What causes HIV And AIDS?
HIV is transmitted in body fluids through unprotected sex, blood transfusions, the sharing of infected needles, childbirth and occasionally breast-feeding. It is not possible to become infected with HIV by giving blood. Although the HIV virus is present in saliva, it is not clear whether kissing can allow for it to be transmitted from one person to another - the medical profession is divided on this point. The largest group of individuals infected with HIV are homosexual and bisexual males, and intravenous drug users who share needles. Other 'at risk' groups include the sexual partners of high-risk individuals, patients who have frequently received blood products in the past, and infants born to infected women. A small percentage of patients have no identifiable risk factors. The number of people worldwide infected with HIV is expected to reach over 45 million by the year 2000, with the greatest increase being in Africa.
What are the signs and symptoms Of HIV And AIDS?
Most people infected with HIV feel completely well early on in the disease, often being unaware they are infected and so potentially spreading the infection themselves. It is usually the case that a series of unusual infections or cancers suggests the diagnosis - patients with HIV and AIDS are susceptible to microorganisms that would usually not cause problems in people with normal immune systems.
Examples of these infections include;
¤ Candida albicans (thrush) - in the mouth, genital area or gullet. This is a whitish film in appearance and can cause painful swallowing or genital irritation.
¤ Herpes simplex virus - these painful ulcers can appear in the mouth and gullet, and affect swallowing.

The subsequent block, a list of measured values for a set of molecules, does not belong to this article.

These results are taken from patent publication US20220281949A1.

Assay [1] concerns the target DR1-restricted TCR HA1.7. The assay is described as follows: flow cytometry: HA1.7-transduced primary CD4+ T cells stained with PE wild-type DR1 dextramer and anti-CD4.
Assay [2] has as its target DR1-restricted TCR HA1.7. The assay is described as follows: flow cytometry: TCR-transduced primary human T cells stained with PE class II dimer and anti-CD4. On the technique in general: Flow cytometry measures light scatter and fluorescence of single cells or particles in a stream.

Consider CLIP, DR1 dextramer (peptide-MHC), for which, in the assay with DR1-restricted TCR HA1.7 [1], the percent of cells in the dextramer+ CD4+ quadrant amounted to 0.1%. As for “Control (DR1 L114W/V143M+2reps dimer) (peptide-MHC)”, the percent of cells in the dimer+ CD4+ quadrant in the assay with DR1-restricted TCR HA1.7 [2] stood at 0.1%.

¤ Toxoplasmosis - parasites found in cat and bird faeces. This can cause brain and lung infections in AIDS sufferers.
¤ Cytomegalovirus (CMV) can cause pneumonia, bowel infection and bloody diarrhoea, and severe eye infections which may end in blindness.
¤ Mycobacterium tuberculosis is an 'opportunistic' infection that can trigger pneumonia, but can also spread to the bones and brain, and Cryptosporidium is a parasite which can cause profuse and disabling diarrhoea in AIDS sufferers.
If the central nervous system is affected, HIV can inflame these cells causing brain cell inflammation (encephalopathy) and the brain lining (meningitis). Symptoms include amnesia, loss of balance, limb weakness, tremor and incontinence and is usually a progressive condition. The commonest cancers in patients with AIDS are usually two-fold; Kaposi's sarcoma and B cell lymphomas. The sarcomas are purple-coloured spots or lesions on the skin or lining of the mouth, and B cell lymphomas are lymph gland cancers that primarily affect the brain, bone marrow and gut.